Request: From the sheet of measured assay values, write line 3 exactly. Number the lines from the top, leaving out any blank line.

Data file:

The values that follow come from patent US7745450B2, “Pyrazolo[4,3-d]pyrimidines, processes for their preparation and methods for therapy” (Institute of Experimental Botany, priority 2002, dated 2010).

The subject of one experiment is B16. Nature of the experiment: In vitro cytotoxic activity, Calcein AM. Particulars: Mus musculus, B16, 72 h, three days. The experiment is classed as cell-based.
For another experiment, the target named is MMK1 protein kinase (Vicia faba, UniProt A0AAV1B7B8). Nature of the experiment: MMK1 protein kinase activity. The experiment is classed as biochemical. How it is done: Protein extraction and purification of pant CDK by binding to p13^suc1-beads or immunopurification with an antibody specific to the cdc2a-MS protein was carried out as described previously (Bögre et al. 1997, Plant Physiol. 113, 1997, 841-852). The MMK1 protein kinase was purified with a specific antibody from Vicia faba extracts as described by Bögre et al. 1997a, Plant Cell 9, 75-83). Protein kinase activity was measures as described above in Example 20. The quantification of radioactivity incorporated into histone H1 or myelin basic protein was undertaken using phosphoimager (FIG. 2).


For another experiment, the target named is MMK1 protein kinase (Vicia faba, UniProt A0AAV1B7B8). Nature of the experiment: MMK1 protein kinase activity. The experiment is classed as biochemical. How it is done: Protein extraction and purification of pant CDK by binding to p13^suc1-beads or immunopurification with an antibody specific to the cdc2a-MS protein was carried out as described previously (Bögre et al. 1997, Plant Physiol. 113, 1997, 841-852). The MMK1 protein kinase was purified with a specific antibody from Vicia faba extracts as described by Bögre et al. 1997a, Plant Cell 9, 75-83). Protein kinase activity was measures as described above in Example 20. The quantification of radioactivity incorporated into histone H1 or myelin basic protein was undertaken using phosphoimager (FIG. 2).